Russell Watson’s story reads like a fairy tale. Working as a bolt-cutter earning £29.50 a week, making a bit of extra cash in the evenings until, one day, he sung at a wedding in Wigan Road Working Men’s Club. He was encouraged to sing classical music by someone at the club, which paved the way for singing at Wembley Stadium and Old Trafford and so it continued.
He has since fought through two Pituitary tumours (brain tumours), released multiple platinum albums and performed in some of the world’s best venues.
His music is admittedly not everyone’s cup of tea but there is no denying that he has been well received by a great many people. He was lovely and welcoming and his love for animals was evident too, as we found out when he introduced us to three of his dogs, all adopted from rescue centres. We met at his grand house just outside Manchester. The place was filled with framed pictures and paraphernalia from Manchester Utd, platinum and gold records of his own, and pictures of himself performing, of his wedding or with family. We were treated to lunch before heading out to the woods to do the shoot.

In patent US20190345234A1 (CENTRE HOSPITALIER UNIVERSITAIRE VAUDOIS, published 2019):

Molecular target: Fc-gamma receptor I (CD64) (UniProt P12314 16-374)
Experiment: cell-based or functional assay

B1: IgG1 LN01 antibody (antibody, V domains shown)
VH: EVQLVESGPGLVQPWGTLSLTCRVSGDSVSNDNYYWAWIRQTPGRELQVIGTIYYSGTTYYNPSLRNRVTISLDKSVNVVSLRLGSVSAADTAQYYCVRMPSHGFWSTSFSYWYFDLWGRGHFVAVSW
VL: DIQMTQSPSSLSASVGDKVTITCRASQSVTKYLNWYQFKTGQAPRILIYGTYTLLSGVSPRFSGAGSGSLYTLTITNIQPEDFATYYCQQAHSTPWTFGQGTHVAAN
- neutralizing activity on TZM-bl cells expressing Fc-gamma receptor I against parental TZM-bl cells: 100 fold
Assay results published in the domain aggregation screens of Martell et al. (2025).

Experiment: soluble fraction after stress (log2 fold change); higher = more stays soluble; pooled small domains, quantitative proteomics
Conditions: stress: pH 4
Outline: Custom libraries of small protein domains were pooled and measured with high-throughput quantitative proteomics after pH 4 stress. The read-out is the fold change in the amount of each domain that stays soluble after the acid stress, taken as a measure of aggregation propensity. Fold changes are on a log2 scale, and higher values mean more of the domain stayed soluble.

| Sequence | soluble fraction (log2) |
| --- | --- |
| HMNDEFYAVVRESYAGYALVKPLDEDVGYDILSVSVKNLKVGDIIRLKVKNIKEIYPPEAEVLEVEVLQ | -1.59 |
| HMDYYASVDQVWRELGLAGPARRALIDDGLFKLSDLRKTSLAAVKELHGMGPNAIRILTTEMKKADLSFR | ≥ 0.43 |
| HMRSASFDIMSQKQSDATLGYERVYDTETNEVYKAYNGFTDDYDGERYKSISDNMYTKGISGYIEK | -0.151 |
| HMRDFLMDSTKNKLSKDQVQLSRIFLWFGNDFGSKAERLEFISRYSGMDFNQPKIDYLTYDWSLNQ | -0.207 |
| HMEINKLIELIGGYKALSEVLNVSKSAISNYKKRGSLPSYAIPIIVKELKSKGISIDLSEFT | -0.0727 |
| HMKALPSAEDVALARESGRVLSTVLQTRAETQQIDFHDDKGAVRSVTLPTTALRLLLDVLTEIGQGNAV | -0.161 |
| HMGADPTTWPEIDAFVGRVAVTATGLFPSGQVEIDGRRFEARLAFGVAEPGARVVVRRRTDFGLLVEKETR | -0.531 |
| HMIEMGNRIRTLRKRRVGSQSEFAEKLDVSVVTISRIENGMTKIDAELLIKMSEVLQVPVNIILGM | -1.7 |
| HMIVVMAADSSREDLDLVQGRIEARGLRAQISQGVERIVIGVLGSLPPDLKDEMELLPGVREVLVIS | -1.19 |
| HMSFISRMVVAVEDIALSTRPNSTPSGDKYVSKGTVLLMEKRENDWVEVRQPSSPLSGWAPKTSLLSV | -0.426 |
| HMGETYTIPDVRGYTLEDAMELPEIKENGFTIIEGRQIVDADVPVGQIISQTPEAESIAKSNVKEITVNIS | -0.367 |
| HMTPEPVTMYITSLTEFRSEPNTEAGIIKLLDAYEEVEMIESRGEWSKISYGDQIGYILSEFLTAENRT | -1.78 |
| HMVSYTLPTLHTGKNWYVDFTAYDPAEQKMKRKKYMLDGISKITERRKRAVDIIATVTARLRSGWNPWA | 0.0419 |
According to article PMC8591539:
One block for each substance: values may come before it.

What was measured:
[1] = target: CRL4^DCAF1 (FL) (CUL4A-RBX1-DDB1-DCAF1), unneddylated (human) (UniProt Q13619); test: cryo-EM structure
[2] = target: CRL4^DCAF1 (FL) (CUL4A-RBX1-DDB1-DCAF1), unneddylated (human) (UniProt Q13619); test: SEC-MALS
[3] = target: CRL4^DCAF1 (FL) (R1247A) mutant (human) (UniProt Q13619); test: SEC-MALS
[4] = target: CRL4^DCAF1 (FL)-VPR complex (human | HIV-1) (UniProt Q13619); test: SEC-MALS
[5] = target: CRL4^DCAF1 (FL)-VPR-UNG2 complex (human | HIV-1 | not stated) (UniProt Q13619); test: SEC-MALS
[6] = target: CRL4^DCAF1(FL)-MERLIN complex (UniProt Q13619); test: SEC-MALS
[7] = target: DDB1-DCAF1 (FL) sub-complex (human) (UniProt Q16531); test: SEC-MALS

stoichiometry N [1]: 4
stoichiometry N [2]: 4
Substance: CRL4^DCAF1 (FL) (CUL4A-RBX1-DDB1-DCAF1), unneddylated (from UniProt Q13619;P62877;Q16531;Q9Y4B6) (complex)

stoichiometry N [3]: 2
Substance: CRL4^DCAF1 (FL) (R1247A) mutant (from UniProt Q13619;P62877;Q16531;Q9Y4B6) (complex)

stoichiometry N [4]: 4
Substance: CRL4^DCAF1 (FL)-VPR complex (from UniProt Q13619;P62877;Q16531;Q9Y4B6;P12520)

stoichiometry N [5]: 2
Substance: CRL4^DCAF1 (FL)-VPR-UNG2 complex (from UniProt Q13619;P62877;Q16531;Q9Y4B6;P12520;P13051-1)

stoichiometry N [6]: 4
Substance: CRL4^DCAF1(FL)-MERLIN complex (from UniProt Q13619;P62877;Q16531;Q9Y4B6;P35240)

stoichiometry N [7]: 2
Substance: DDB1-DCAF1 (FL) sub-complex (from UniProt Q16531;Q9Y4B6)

It was evident to me that Russell knew his own fame and whom it appealed to. He made lightheartedly jokes about it and seemed playful and friendly. No doubt to me that the world which Russell finds himself is a world he is able to enjoy appearing in and at times socialising in, but behind closed doors he’s still the guy who sung Elvis classics down at the Old Mens Club. In the shower I bet there’s more of Love Me Tender being sung than Nessun Dorma. I don’t say that as a criticism, as I would probably be one who’d prefer a pint and some Elvis cover tunes down at the Old Men’s Club, rather than a rendition of Puccini’s Turandot in the Royal Albert Hall.
Shot for Saga Magazine